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Rethinking Conversion Policy

When one of the country’s leading Conservative rabbis states publicly his discomfort with a major policy of the movement, it warrants attention and consideration. In a Shabbat morning sermon, Elliot Cosgrove, rabbi of the Park Avenue Synagogue in New York City, shared his thoughts about conversion, interfaith relationships, and the status of non-Jewish family members in Jewish families.

Rabbi Cosgrove said he has seen that love trumps religious affiliation, with the result being that few families are immune from the situation of a child coming home with a non-Jewish partner and wanting to be married in a Jewish ceremony. The policy of most Conservative synagogues requires the non-Jewish partner to complete a conversion program, often lasting a year or longer, but the rabbi feels couples see it as putting obstacles in their way. If the non-Jewish partner does not convert in advance, Conservative rabbis will not officiate at the wedding but encourage conversion after the fact.

“I am worried that our present policy is internally conflicted and thus strategically self-defeating,” the rabbi said. “The idea of refusing to be present for the wedding and then expecting the couple to feel warmly embraced by the Jewish people strikes me as a policy constructed by someone who doesn’t know the mind of a young couple.” He likened it to joining a gym, noting that a potential gym member is not told first to exercise, get in good shape, and then join. Rather, if the person is willing to join, he or she signs up and then the teaching begins.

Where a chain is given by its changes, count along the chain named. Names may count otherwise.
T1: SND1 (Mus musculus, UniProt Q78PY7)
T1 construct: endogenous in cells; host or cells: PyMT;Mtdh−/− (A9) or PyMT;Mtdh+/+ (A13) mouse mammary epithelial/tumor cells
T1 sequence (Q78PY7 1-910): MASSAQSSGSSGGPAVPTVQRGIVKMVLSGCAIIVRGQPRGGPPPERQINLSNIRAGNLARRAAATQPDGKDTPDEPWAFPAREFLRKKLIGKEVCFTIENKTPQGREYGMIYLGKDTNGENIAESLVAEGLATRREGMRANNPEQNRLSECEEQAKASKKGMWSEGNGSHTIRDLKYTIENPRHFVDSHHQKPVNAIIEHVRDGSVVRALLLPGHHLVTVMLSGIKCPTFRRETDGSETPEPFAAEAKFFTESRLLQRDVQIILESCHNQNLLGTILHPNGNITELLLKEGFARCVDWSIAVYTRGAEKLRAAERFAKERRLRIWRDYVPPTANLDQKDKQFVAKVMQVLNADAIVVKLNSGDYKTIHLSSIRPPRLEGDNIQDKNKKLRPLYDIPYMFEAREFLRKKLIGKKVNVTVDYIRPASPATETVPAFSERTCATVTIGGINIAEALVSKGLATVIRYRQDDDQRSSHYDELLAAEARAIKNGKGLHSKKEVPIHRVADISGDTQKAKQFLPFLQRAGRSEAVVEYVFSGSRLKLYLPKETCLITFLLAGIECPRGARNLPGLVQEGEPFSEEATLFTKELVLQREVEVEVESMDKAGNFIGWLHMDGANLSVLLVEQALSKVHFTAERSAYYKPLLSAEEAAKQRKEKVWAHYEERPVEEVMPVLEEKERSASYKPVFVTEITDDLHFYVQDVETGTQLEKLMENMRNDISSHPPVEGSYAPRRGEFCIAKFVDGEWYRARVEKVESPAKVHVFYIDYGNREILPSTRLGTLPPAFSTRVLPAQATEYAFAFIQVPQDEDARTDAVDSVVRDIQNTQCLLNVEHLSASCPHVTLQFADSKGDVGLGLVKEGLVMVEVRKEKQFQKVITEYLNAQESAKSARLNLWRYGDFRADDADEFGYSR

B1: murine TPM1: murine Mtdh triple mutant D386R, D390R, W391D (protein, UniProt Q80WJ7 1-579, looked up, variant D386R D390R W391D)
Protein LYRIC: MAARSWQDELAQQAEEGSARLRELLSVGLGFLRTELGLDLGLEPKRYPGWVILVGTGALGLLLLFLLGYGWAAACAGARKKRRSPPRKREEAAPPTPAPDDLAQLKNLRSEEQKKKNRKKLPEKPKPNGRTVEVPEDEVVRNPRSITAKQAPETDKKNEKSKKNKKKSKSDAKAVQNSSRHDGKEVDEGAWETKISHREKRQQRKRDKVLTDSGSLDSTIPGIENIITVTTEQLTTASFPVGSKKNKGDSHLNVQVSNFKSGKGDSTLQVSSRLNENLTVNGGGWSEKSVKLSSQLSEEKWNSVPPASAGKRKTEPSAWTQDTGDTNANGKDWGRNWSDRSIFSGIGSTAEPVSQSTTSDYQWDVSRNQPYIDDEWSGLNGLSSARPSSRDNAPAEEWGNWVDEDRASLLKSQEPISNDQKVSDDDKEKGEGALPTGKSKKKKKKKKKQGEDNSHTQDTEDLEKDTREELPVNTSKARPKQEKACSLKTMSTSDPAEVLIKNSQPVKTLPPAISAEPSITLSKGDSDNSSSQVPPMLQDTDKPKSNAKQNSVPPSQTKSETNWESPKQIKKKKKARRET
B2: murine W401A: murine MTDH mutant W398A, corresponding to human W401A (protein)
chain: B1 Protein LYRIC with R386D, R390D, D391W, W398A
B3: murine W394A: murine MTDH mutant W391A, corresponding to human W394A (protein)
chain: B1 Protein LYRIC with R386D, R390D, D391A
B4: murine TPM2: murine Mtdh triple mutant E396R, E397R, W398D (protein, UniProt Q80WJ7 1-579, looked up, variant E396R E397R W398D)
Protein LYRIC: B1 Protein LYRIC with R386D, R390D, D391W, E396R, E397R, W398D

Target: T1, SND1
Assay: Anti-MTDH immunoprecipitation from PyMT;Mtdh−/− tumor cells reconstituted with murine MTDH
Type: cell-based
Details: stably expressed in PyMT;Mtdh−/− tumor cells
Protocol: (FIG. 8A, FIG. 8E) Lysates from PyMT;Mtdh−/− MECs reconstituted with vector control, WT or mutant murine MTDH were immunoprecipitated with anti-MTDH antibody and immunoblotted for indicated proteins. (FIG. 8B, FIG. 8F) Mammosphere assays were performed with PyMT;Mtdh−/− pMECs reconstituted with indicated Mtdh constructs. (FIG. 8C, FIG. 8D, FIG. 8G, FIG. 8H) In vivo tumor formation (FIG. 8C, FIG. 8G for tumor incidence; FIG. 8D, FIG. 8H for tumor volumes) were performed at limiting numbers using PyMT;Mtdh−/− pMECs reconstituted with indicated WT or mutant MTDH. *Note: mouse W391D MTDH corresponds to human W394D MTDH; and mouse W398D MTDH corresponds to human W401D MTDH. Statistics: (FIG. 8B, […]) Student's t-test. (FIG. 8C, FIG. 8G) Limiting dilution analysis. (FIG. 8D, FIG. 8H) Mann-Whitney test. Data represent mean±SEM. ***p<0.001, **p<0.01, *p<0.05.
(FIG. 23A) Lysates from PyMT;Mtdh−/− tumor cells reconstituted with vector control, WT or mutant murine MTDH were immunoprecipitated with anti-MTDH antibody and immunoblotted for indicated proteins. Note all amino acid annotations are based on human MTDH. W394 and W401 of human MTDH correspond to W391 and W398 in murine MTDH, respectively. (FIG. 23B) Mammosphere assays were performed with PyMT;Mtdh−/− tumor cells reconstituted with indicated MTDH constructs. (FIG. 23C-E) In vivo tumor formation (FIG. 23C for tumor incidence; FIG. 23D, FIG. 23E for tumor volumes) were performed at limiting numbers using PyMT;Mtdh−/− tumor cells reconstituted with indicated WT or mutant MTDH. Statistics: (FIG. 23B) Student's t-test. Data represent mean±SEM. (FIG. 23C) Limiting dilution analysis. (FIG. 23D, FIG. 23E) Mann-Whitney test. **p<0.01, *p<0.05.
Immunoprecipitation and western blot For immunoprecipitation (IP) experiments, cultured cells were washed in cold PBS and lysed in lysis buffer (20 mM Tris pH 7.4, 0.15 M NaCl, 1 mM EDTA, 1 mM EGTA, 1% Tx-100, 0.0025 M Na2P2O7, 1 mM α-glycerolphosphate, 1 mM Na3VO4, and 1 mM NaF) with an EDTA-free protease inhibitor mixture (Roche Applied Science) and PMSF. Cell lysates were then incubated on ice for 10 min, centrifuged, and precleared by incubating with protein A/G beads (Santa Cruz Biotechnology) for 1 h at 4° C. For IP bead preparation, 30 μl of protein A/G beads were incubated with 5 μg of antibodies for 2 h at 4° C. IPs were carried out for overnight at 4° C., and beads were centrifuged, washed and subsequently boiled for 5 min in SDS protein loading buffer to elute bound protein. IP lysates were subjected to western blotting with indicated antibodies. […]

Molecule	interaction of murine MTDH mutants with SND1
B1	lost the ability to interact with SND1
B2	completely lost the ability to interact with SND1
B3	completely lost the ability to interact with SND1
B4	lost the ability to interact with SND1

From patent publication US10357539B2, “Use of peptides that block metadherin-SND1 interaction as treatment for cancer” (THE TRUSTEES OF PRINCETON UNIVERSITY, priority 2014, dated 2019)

“My priority is to create Jewish homes, and everything I do is toward that goal,” he said. When an interfaith couple is told the non-Jewish partner has to undergo and extensive conversion process before the rabbi will officiate at their wedding, many of them leave and never come back, choosing a justice of the peace or other clergy to marry them.

Excerpted from the Editorial of “The Jewish Week,” March 1, 2013.

 

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